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Letter to William MacreadyWilliam Charles Macready | Born: 1793-03-03 in London, England. Died: 1873-04-27 in Cheltenham, Gloucestershire, England.
English actor, one of the most prominent tragedians of his era. He appeared at Covent Garden and Drury Lane Theatres in London and also toured the United States. He appeared in Sheridan Knowles's William Tell, Byron's Sardanapolus, and Bulwer-Lytton's Money (1840), as well as in many Shakespearean roles. He also managed both Covent Garden and Drury Lane Theatres. In his role as actor-manager, Macready was a correspondent and collaborator with Mary Russell Mitford. The first play on which they worked was Mitford's Julian. Mitford dedicated to Macready the print edition of Julian: To William Charles Macready, Esq., with high esteem for those endowments which have cast new lustre on his art; with warm admiration for those powers which have inspired, and that taste which has fostered the tragic dramatists of his age; with heartfelt gratitude for the zeal with which he befriended the production of a stranger, for the judicious alterations which he suggested, and for the energy, the pathos, and the skill with which he more than emhodied its principal character; this tragedy is most respectfully dedicated by the author. Macready retired from the stage in 1851. --#lmw
, April 24, 1823

Edited by .

Sponsored by:

First digital edition in TEI, date: November 17, 2017. P5.Edition made with help from photos taken by Digital Mitford editors. Digital Mitford photo files: April1823WilliamMacready1a#.JPG, April1823WilliamMacready1b#.JPG, April1823WilliamMacready1c#.JPG, April1823WilliamMacready2a#.JPG, April1823WilliamMacready2b#.JPG, April1823WilliamMacready2c#.JPG, April1823WilliamMacready3a#.JPG, April1823WilliamMacready3b#.JPG, April1823WilliamMacready3c#.JPG, April1823WilliamMacready4a#.JPG, April1823WilliamMacready4b#.JPG, April1823WilliamMacready4c#.JPG, .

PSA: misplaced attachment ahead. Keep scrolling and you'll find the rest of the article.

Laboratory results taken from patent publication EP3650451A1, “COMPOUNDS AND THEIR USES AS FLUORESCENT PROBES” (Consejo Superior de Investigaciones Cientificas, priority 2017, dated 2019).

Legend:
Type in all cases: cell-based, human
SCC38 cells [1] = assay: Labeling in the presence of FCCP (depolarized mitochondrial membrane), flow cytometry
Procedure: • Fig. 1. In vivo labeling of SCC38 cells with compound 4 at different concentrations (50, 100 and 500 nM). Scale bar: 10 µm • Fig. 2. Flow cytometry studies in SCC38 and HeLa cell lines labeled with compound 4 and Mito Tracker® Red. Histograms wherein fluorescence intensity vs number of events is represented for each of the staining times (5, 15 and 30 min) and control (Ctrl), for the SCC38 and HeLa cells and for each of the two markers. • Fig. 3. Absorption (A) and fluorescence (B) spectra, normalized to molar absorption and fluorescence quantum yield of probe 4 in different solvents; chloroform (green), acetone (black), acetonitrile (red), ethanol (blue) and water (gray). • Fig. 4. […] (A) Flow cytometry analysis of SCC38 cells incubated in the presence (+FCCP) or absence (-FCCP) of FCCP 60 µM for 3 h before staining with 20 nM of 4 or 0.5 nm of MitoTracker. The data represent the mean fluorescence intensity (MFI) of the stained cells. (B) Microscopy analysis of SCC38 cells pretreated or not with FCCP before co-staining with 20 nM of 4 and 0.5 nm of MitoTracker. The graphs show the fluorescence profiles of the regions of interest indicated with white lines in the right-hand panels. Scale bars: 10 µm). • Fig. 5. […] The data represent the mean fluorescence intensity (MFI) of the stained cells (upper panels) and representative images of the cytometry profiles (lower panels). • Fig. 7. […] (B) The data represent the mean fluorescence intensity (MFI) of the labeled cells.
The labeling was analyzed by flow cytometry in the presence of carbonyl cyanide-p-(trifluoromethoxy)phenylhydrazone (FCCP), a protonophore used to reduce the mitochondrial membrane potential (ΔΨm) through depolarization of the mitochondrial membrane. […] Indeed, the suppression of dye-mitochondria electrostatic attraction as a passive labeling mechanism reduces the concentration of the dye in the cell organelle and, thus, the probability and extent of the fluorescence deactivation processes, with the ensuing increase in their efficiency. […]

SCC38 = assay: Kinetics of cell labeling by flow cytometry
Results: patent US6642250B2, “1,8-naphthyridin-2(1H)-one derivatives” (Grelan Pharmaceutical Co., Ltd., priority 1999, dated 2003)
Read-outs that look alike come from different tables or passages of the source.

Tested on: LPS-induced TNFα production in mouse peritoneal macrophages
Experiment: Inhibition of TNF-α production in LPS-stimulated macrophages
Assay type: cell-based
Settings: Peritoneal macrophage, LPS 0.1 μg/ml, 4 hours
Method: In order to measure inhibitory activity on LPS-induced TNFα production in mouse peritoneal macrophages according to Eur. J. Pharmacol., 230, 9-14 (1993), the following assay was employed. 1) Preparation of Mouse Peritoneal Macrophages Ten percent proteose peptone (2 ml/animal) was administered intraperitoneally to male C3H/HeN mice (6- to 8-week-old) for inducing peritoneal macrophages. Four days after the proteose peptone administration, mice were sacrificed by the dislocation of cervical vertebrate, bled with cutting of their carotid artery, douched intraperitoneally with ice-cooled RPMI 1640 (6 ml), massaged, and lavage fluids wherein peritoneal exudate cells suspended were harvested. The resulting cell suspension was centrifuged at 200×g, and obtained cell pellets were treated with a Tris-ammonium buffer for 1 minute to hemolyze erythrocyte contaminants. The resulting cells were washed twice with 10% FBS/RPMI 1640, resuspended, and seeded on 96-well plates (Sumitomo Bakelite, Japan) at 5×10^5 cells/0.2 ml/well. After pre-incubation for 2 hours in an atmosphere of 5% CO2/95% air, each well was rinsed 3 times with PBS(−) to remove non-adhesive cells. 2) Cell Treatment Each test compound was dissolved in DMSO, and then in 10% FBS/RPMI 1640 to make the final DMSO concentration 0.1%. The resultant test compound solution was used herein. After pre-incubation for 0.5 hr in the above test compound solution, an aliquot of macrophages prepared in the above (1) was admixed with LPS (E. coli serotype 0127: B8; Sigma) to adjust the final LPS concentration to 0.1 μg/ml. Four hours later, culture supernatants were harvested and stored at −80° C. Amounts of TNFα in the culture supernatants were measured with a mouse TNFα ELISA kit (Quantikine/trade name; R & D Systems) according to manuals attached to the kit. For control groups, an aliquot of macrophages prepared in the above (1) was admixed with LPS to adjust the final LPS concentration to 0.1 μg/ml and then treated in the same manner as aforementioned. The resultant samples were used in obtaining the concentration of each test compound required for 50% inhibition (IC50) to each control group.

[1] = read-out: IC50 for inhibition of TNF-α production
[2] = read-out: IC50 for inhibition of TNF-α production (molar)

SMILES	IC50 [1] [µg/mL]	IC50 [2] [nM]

Published by: Digital Mitford: The Mary Russell Mitford Archive, Greensburg, PA, USA: 2013.

Reproduced by courtesy of the Reading Central LibraryReading Central Library
The principal archive of Mary Russell Mitford’s personal papers and related documents, holding approximately 1,000 manuscripts and a nearly comprehensive collection of her publications.--#ghb
.

Digital Mitford Letters: The Mary Russell Mitford Archive

Repository: Reading Central Library. Shelf mark: qB/TU/MIT Vol. 4 Horizon No.: 1361550 ff. 471

One quarto sheet of paper folded in half to form two octavo pages, which comprise pages 1-4 of the letter. The letter has been folded in thirds. There is no address leaf. There are no tears or holes in the paper. No seal is present.

Hands other than Mitford's noted on this manuscript:

Mitford’s spelling and punctuation are retained, except where a word is split at the end of a line and the beginning of the next in the manuscript. Where Mitford’s spelling and hyphenation of words deviates from the standard, in order to facilitate searching we are using the TEI elements “choice," “sic," and “reg" to encode both Mitford’s spelling and the regular international standard of Oxford English spelling, following the first listed spelling in the Oxford English Dictionary. The long s and ligatured forms are not encoded. Completed header. Added indo information. Fixed some transcription and tagging errors. Transcription completed. Needs to be proofread. Transcription started.
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Copy of a letter to William Macready Esq. 8 Three Mile CrossThree Mile Cross, Berkshire, England | Three Mile Cross | Berkshire | England | 51.4047211 -0.9734518999999864 | Village in the parish of Shinfield in Berkshire, where Mary Russell Mitford moved with her parents in 1820. They lived in a cottage there until 1851. --#ebb51.4047211 -0.9734518999999864 April. My dear Sir,

Do not fancy yourself engaged in another "Mirandola" office, when I take the great liberty—too great perhaps!—of requesting you to send over the enclosed scheme of a Play on the story of Garzia Garzia de' Medici & to tell me if you think it be worth attempting in one word yes or no. The subject first struck me in the Life of Benvenuto Cellini, & on reperusing whilst in TownLondon_city